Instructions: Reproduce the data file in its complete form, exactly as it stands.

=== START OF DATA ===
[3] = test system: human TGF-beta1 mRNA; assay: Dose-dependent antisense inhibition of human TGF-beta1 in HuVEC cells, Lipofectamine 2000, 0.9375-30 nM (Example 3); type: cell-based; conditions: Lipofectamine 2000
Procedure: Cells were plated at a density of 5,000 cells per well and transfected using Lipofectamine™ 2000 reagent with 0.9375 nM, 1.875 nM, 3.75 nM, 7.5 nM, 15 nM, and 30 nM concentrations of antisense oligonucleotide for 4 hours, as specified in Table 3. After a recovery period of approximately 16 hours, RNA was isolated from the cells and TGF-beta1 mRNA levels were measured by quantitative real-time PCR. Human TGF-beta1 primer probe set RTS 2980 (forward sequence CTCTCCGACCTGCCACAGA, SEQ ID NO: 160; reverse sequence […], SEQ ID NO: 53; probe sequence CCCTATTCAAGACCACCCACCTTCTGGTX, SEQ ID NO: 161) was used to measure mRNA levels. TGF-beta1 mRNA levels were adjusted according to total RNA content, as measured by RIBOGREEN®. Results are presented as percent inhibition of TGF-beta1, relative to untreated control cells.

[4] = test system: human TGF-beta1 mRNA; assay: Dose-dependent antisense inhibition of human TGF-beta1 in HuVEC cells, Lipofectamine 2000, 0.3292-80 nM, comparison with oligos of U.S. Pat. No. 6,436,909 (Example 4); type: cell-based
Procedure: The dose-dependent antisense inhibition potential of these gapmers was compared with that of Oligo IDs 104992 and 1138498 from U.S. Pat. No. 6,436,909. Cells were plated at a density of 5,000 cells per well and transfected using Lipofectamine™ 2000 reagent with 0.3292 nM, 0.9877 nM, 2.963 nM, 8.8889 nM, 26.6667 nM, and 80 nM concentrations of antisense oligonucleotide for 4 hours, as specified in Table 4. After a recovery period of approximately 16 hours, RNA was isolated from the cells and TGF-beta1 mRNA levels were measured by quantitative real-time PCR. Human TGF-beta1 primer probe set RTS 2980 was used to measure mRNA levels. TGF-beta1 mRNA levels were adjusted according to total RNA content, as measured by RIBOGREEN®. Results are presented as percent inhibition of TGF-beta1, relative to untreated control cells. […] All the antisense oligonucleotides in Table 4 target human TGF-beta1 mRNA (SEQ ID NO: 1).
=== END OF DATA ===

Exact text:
[3] = test system: human TGF-beta1 mRNA; assay: Dose-dependent antisense inhibition of human TGF-beta1 in HuVEC cells, Lipofectamine 2000, 0.9375-30 nM (Example 3); type: cell-based; conditions: Lipofectamine 2000
Procedure: Cells were plated at a density of 5,000 cells per well and transfected using Lipofectamine™ 2000 reagent with 0.9375 nM, 1.875 nM, 3.75 nM, 7.5 nM, 15 nM, and 30 nM concentrations of antisense oligonucleotide for 4 hours, as specified in Table 3. After a recovery period of approximately 16 hours, RNA was isolated from the cells and TGF-beta1 mRNA levels were measured by quantitative real-time PCR. Human TGF-beta1 primer probe set RTS 2980 (forward sequence CTCTCCGACCTGCCACAGA, SEQ ID NO: 160; reverse sequence […], SEQ ID NO: 53; probe sequence CCCTATTCAAGACCACCCACCTTCTGGTX, SEQ ID NO: 161) was used to measure mRNA levels. TGF-beta1 mRNA levels were adjusted according to total RNA content, as measured by RIBOGREEN®. Results are presented as percent inhibition of TGF-beta1, relative to untreated control cells.

[4] = test system: human TGF-beta1 mRNA; assay: Dose-dependent antisense inhibition of human TGF-beta1 in HuVEC cells, Lipofectamine 2000, 0.3292-80 nM, comparison with oligos of U.S. Pat. No. 6,436,909 (Example 4); type: cell-based
Procedure: The dose-dependent antisense inhibition potential of these gapmers was compared with that of Oligo IDs 104992 and 1138498 from U.S. Pat. No. 6,436,909. Cells were plated at a density of 5,000 cells per well and transfected using Lipofectamine™ 2000 reagent with 0.3292 nM, 0.9877 nM, 2.963 nM, 8.8889 nM, 26.6667 nM, and 80 nM concentrations of antisense oligonucleotide for 4 hours, as specified in Table 4. After a recovery period of approximately 16 hours, RNA was isolated from the cells and TGF-beta1 mRNA levels were measured by quantitative real-time PCR. Human TGF-beta1 primer probe set RTS 2980 was used to measure mRNA levels. TGF-beta1 mRNA levels were adjusted according to total RNA content, as measured by RIBOGREEN®. Results are presented as percent inhibition of TGF-beta1, relative to untreated control cells. […] All the antisense oligonucleotides in Table 4 target human TGF-beta1 mRNA (SEQ ID NO: 1).